“I think Twitter is, arguably, the most powerful branding mechanism since television.” (2 minutes in)

The essence of a good pitch (3 minutes in)

“I would sell to Toyota,” when I asked him what he’d do about GM (4 minutes in)

Twitter should be bailed out by the government (4:45 in)

“The thing that drives your competition crazy the most is when you are successfull and they are not.” (7 minutes in)

“Is your boss an asshole?” (10 minutes in). Leads to a fun discussion about Steve Jobs. Funny how that happens!

Why your company can’t be successful like Apple or Google just buy spending money on goodies (14 minutes in)

“For me, Twitter is more important than a cell phone.” (16 minutes in)

“Twitter is a weapon.” (17 minutes in)

Thanks Guy for inviting me over for a fun conversation. Now back to Twitter. Follow Guy @guykawasaki and follow me @scobleizer.

UPDATE: over on FastCompanyTV this video is getting more comments than any other in recent memory, which brings on this outrageous Scoble rule: get a famous Twitterer to say outrageous things about Twitter and you’ll get more comments on your blog.

My "alignment" with TC50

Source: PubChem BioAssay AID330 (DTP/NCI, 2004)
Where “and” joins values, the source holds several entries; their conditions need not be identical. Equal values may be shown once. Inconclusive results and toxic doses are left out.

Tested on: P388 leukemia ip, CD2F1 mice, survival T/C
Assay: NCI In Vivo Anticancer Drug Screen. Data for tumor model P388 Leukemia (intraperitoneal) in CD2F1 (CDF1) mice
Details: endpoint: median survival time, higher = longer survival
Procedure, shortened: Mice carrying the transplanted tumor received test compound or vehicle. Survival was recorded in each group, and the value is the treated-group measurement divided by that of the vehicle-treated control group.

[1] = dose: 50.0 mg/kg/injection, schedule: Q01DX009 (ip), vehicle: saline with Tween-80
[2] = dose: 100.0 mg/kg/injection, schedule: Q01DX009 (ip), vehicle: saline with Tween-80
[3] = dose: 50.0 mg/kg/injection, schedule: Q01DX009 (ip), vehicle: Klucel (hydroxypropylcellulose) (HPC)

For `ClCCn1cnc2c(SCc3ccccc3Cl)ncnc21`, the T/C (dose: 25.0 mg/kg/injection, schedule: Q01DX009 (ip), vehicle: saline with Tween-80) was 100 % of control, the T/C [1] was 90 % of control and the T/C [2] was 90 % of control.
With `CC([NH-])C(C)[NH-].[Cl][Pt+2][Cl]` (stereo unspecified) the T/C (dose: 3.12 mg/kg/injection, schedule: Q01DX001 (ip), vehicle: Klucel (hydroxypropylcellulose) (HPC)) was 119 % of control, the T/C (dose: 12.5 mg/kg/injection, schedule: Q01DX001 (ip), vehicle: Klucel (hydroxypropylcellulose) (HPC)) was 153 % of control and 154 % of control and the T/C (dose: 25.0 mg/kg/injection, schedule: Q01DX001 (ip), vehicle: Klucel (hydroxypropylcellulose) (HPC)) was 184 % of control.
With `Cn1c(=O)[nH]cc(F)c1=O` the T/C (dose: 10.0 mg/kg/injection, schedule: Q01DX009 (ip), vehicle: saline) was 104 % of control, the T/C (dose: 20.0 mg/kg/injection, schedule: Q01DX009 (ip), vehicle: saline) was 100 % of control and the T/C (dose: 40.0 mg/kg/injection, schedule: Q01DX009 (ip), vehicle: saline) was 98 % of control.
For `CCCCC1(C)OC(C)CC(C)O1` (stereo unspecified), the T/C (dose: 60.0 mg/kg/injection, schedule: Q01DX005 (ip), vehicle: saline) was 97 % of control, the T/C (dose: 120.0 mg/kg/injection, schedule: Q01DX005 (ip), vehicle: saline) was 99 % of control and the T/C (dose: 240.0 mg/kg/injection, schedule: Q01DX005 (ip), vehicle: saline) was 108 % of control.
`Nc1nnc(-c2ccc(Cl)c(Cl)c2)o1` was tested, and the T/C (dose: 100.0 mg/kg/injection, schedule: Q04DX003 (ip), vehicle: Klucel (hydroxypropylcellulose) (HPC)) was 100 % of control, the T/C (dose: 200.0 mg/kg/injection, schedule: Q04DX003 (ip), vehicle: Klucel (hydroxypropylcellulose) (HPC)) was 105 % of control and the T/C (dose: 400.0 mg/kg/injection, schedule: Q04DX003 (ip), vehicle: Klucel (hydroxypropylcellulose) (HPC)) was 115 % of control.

Alec Saunders, in a comment over on his blog where he said I came off very poorly in my rant about the startups at Demo’s websites questions my “alignment” with TC50. I think that’s worth pointing out here.

I have not shared a meal in the past few months with Mike Arrington. Last time I remember seeing him was at his TC party a couple months ago.

I am NOT paid in any way by TC50. I have absolutely no business dealings with TC50. I have signed no contracts.

“But you’re a judge.” That is true. But so are many other people, including executives and VCs from around the valley. I am NOT being compensated for my time judging the finalists in the rich media category.

I am quite willing to spray my invective toward Arrington and Calacanis. They haven’t been friends to my business interests over the years.

I will be looking for things to both criticize and praise about both conferences this year. Actually I’ll probably be nicer to Demo this week because I’m not there and it’s not really fair to criticize something that you don’t have a personal involvement with. The companies’ websites? Fair game.

Anyway, I’ll be judged at the end of the week whether I was biased one way or another. If I do have a bias, it’ll be easy to see.

I have been more “aligned” with TC50 up to this point for a variety of reasons. Mostly because I think Arrington and Calacanis are outhustling Shipley. But, now, that isn’t really for me to judge. Now it’s YOUR turn to judge which conference did a better job of finding the best startups. I’ll link to the best analysis no matter what side of the fence it’s on.

UPDATE: also, this is true for FastCompany. Unlike other media companies like Mashable or Venturebeat that have sponsored Demo, FastCompany has no business ties to TechCrunch or Demo.

Let's cry for the poor fragmented, underreported startups